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Thread: A Question for Shrimpers

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    webmaster Michael Strahan's Avatar
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    Default A Question for Shrimpers

    I bought some side stripe shrimp at Sagaya's yesterday and noticed the eggs under their tails. Not for the first time, I wondered about the impact we are having on our shrimp stocks by taking these egg-laden females. What are your thoughts about the environmental impact of this? Am I concerned about a non-issue here? Or are there legitimate concerns? And please, I'm not looking for how great the eggs are to eat. I'm talking about the ecological aspect of this...

    Mike
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    Member homerdave's Avatar
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    Mike, this is the sort of question that would be best directed to the F&G biologists that manage the resource.
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    Mike,

    About 5 or 6 years ago during Memorial Day Weekend I had the pleasure of taking a trip to Haines and Skagway to take in the sights. Beautiful country. While I was there, I stumbled into a local fish market pretty close to the camp ground in the town of Haines along the ocean overlooking Lynn Canal, to pick up some fresh shrimp for a family meal. When I asked the shop owner/keeper for shrimp, he turned red and gave me an earfull. Appearently a few years prior, F&G had a commercial opener in the Lynn Canal during egging season, stating there were plenty of shrimp. One season was all it took to see the decline and close it down for everyone both Commercial and Personal use. He stated it would take 5-7 years to recover. He also said he sat on a board and was against the opening in the first place. He sold me some shrimp, frozen from somewhere else in Southeast Alaska. When I left, he was still red in the face and still shaking with fury! Not sure if the fishery ever recovered, maybe someone on here will chime in.

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    webmaster Michael Strahan's Avatar
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    Quote Originally Posted by homerdave View Post
    Mike, this is the sort of question that would be best directed to the F&G biologists that manage the resource.
    Agreed, and I know a lot of the Biologists are on this site...

    -Mike
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    Forum Admin Brian M's Avatar
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    There really isn't a viable way to not target females. Some release egg-bearing females, but I've read speculation that the likelihood of survival of shrimp that have to descend ~600' (or over 1,500' in the case of some sidestripes) is not good. Some suggest that we close the season earlier to reduce the take of egg-bearing females, but to me that just makes us feel better with zero biological benefit. If we kill a female in June when she has no eggs or in September when she does, the net result is the same - dead female who will lay no eggs.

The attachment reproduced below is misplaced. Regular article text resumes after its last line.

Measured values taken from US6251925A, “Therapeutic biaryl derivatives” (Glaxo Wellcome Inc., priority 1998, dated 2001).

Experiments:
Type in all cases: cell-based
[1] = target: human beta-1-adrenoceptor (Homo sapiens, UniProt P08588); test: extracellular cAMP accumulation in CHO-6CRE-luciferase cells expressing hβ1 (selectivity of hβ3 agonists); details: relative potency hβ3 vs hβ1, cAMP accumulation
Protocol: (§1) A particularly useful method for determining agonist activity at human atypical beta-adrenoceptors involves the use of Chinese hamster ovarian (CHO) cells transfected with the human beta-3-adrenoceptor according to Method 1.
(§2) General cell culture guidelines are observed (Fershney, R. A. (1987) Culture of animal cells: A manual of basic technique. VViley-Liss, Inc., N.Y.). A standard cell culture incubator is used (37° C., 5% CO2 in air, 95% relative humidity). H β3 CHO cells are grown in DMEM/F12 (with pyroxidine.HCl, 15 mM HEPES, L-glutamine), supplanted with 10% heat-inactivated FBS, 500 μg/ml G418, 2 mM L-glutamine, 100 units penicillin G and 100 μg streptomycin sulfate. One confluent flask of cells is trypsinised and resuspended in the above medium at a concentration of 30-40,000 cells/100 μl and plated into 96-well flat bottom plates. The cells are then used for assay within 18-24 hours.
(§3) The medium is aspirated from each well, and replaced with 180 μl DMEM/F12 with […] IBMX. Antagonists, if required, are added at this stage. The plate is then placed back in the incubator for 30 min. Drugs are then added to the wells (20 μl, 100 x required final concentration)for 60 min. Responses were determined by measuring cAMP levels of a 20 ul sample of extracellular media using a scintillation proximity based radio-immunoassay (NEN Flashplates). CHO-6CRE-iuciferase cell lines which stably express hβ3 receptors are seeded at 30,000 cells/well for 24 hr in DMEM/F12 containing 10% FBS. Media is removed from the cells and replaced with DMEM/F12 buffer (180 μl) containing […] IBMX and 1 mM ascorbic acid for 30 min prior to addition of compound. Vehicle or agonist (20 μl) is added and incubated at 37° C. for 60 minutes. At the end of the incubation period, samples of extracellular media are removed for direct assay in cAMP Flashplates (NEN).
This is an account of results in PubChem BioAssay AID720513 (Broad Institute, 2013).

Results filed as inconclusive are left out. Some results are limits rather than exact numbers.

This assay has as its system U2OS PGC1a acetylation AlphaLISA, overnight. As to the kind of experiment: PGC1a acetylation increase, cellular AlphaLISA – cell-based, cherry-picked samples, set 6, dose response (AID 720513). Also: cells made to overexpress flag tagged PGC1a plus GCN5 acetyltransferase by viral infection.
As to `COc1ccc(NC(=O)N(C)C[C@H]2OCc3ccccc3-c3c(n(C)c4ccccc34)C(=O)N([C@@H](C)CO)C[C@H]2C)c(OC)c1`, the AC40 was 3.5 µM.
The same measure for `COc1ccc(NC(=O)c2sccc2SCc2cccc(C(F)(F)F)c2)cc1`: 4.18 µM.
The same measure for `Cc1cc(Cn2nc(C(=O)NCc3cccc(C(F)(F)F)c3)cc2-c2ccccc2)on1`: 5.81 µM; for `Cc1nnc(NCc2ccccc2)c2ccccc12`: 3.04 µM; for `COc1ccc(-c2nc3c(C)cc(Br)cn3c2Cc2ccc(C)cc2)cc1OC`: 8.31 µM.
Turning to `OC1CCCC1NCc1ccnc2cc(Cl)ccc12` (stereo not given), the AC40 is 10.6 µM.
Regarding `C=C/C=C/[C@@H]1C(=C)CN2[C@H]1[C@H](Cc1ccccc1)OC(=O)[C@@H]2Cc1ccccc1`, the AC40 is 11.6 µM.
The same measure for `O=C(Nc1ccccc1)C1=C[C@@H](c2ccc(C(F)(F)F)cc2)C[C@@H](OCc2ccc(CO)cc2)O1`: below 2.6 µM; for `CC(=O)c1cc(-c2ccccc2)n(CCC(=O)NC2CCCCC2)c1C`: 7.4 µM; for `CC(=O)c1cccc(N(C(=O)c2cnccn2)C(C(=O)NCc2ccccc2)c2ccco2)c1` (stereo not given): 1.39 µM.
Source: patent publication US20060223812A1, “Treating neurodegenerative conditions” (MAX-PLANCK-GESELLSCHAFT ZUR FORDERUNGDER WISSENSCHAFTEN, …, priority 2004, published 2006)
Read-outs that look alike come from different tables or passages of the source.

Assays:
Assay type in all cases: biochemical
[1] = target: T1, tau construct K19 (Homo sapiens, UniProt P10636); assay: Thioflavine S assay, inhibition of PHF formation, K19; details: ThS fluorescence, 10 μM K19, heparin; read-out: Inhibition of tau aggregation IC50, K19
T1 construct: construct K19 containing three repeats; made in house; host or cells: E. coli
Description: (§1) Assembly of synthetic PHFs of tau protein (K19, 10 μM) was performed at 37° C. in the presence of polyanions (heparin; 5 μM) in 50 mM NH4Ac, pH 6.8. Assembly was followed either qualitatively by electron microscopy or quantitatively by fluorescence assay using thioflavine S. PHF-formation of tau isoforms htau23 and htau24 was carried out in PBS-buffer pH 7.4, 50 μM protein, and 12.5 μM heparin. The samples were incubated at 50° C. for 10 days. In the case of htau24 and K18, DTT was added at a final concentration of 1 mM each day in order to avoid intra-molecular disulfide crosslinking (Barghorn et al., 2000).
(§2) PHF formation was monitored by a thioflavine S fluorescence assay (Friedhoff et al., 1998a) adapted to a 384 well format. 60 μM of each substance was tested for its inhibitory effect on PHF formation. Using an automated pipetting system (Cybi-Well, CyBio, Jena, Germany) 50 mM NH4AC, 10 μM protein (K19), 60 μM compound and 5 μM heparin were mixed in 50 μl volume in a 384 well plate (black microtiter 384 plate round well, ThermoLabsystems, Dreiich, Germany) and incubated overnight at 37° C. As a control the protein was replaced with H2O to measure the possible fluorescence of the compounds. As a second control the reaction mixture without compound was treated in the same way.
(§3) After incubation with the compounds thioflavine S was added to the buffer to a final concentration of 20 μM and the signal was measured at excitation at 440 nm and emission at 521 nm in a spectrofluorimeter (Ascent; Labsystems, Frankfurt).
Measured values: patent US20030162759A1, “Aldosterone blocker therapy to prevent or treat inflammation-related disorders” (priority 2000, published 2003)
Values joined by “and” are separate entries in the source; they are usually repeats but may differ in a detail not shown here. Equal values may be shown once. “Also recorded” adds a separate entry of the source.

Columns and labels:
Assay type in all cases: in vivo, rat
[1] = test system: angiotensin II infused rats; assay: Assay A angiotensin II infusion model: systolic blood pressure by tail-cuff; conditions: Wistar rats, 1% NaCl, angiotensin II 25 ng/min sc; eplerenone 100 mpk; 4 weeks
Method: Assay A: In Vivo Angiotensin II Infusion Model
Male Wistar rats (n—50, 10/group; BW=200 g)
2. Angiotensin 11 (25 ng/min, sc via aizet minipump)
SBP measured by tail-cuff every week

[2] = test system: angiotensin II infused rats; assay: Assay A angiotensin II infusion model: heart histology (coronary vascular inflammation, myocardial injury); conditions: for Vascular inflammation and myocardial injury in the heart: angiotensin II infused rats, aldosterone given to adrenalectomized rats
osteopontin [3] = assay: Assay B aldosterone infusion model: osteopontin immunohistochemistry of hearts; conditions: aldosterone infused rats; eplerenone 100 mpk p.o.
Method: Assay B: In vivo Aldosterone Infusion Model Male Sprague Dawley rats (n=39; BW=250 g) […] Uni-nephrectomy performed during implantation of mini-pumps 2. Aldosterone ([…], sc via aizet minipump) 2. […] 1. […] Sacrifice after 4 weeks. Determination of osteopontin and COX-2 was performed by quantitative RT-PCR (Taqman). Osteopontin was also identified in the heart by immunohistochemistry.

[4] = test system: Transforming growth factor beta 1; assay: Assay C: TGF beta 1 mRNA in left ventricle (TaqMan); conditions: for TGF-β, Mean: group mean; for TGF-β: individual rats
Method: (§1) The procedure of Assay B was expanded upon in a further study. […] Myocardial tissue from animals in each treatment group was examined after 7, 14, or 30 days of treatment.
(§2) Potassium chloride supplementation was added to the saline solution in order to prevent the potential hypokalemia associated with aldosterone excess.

If there is a population concern, seasons should be shortened or gear restrictions should be made. I've yet to hear an idea on how we could otherwise reduce the take of females.

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    Member homerdave's Avatar
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    Quote Originally Posted by Brian M View Post
    If we kill a female in June when she has no eggs or in September when she does, the net result is the same - dead female who will lay no eggs.
    Good point
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    Sponsor potbuilder's Avatar
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    Quote Originally Posted by Brian M View Post
    There really isn't a viable way to not target females. Some release egg-bearing females, but I've read speculation that the likelihood of survival of shrimp that have to descend ~600' (or over 1,500' in the case of some sidestripes) is not good. Some suggest that we close the season earlier to reduce the take of egg-bearing females, but to me that just makes us feel better with zero biological benefit. If we kill a female in June when she has no eggs or in September when she does, the net result is the same - dead female who will lay no eggs.

    If there is a population concern, seasons should be shortened or gear restrictions should be made. I've yet to hear an idea on how we could otherwise reduce the take of females.
    Brian
    You got to remember shrimp are "transformers" they might be all males in june but 1/2 of what we catch and eat might turn into females by september ??? I'm all for shortening the season by a month (at least) and seeing what one spawning cycle gives us, i'd bet it would be more shrimp. I just had a nice talk with the biologist in Cordova about the shrimp population and they think its holding steady in the sound but all i hear from just about all my customers is that they aren't seeing (catching) shrimp like they did just a few years ago(pre 8 pot limit year). I think its partly due to the 3000 permits issued every year, don't know how many of them get fished but its still way more gear in the water every year and that just slices the pie into slivers instead of pieces. OK before i get the old "its those commercial guys" line hear this the commercial guys caught aprox 19,000lbs last year and the recreational guys caught aprox 90,000lbs so who's doing the damage ??? Anyway i still think shorten the season and give the eggers a break.